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Michael Penn
Byrne Robotics Member


Joined: 12 April 2006
Location: United States
Posts: 11892
Posted: 24 November 2022 at 4:55pm | IP Logged | 1 post reply

Anything that "messed" with the original concept of Spider-Man, who was in many ways the quintessence of Marvel Comics, only led to more bad everywhere else.
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Robert Bradley
Byrne Robotics Member


Joined: 20 September 2006
Location: United States
Posts: 4704
Posted: 24 November 2022 at 5:36pm | IP Logged | 2 post reply

Peter Parker was sent down that path well before that though when Romita took over as artist and prettied him up and he was no longer an outcast.

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John Byrne

Grumpy Old Guy

Joined: 11 May 2005
Posts: 129258
Posted: 26 November 2022 at 3:13pm | IP Logged | 3 post reply

Peter was looking and dressing better before Ditko left the book.
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Charles Valderrama
Byrne Robotics Member


Joined: 16 April 2004
Location: United States
Posts: 4538
Posted: 26 November 2022 at 4:59pm | IP Logged | 4 post reply

As I’ve mentioned, Roger Stern considers the publication of MARVEL TEAM-UP as the end of the real Marvel. That was the first time the integrity of a character—Spider-Man, the eternal loner—was sacrificed on the altar of Mammon.

*****
Stan Lee made it pretty easy to explore that once Spidey started meeting the FF, the Hulk, Daredevil, etc. in the early days. I think fans responded and wanted to see more interaction. What bugged me is when editors "crossed the line" and had Spidey JOIN teams like the FF, Avengers, etc. for the KEWL factor.

-C!
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John Byrne

Grumpy Old Guy

Joined: 11 May 2005
Posts: 129258
Posted: 26 November 2022 at 5:51pm | IP Logged | 5 post reply

Stan and the gang were building a “community” in those early comics. The fact that almost all the characters were based in New York, rather than spread across the country in fictional cities, meant it was only natural that their paths would cross.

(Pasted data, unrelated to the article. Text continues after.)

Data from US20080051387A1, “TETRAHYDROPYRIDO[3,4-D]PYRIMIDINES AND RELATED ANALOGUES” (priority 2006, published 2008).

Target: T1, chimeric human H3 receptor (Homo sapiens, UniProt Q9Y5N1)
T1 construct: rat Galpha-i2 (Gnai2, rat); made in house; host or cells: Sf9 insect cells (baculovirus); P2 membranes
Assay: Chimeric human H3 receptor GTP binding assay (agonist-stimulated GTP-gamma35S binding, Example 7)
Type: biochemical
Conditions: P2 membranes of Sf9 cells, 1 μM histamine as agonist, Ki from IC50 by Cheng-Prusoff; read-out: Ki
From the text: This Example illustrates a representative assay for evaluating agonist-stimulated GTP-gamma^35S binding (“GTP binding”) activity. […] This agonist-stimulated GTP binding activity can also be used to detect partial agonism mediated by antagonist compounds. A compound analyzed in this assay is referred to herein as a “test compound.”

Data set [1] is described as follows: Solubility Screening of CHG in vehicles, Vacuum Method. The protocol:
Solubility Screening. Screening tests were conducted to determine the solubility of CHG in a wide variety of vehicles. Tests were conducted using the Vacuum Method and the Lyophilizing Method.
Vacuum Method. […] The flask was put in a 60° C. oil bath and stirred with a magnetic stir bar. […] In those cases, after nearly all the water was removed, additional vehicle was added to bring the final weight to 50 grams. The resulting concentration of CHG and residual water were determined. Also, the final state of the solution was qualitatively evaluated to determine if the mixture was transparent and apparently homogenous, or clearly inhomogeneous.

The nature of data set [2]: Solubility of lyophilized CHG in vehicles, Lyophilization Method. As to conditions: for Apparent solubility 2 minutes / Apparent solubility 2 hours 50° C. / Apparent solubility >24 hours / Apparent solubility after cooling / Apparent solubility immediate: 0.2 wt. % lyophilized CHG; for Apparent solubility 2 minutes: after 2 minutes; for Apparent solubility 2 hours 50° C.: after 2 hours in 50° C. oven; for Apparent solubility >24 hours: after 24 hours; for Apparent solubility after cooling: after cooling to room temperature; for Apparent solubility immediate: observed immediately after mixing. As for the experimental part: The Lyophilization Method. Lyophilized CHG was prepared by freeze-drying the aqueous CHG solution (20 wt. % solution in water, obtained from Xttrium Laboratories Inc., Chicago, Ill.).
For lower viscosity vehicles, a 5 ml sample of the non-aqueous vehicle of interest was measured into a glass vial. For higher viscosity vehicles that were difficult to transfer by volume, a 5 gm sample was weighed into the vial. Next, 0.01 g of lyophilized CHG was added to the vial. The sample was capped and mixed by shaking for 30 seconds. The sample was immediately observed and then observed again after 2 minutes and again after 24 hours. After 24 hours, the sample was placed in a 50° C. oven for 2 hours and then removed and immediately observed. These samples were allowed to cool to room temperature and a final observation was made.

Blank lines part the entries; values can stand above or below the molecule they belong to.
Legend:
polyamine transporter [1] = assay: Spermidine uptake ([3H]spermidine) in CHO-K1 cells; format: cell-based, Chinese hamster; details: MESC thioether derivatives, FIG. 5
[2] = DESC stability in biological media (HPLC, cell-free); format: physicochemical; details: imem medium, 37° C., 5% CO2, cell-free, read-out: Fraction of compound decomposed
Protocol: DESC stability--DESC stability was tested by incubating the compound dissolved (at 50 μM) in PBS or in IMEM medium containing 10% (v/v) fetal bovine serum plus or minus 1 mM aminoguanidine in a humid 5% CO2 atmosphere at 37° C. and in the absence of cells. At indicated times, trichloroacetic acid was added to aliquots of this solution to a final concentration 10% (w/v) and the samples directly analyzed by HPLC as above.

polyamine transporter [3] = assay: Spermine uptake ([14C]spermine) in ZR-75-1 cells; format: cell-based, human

But consider the original Avengers roster. Altho the Hulk was included, Spider-Man was not. Stan very obviously wanted to preserve his “outsider” status.

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Robert Bradley
Byrne Robotics Member


Joined: 20 September 2006
Location: United States
Posts: 4704
Posted: 26 November 2022 at 6:19pm | IP Logged | 6 post reply

There was a time when they used Marvel Team-Up and Marvel Two-in-One to pair B-List characters with Spider-Man (or the Human Torch) and the Thing.  It was also ocassionally used to clean up unresolved storylines in some cases, which gave us.  so we got to see the Cat, Hawkeye, Brother Voodoo, Nighthawk, Valkyrie, Frankenstein's Monster, the Man-Wolf, Tigra, the Guardians of the Galaxy, the Golem, Morbius, Black Goliath, Skull the Slayer, etc.

And with the popularity of Spider-Man it was inevitable that he was going to get a second title.  And since the Thing was very popular and his prominence with the Fantastic Four made it easy to team him up with other characters, that made sense too.

From a publishing standpoint at least.

I would agree with Charles that having Spider-Man join the Avengers crossed a line though.  Marvel published stories where Spider-Man and Daredevil turned down membership in a group for logical reason, but over that last 20-25 years we've seen little regard to what makes sence  as far as the Avengers are concerned, with the team becoming bloated.

Their biggest problem is having serialized characters age.  We became slaves to continuity, with characters like Spider-Man and the X-Men becoming so continuity heavy (and convoluded) that it becomes impossible to keep up.

Better to just not mention any other than the major events like Galactus coming to earth, Captain America returning to modern time, Gwen Stacy's death, etc.  If you bring up all 47 times the Fantastic Four have battled Doctor Doom it forces you to admit that a significant period of time has passed, and that should always remain somewhat vague.  And character having children and watching them age is a real issue.

Nobody asks how old Charlie Brown is, or counts the number of summer vacations Bart Simpson has had.  They just choose to tell stories and ignore the passing of time.



Edited by Robert Bradley on 26 November 2022 at 6:20pm
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John Byrne

Grumpy Old Guy

Joined: 11 May 2005
Posts: 129258
Posted: 26 November 2022 at 7:16pm | IP Logged | 7 post reply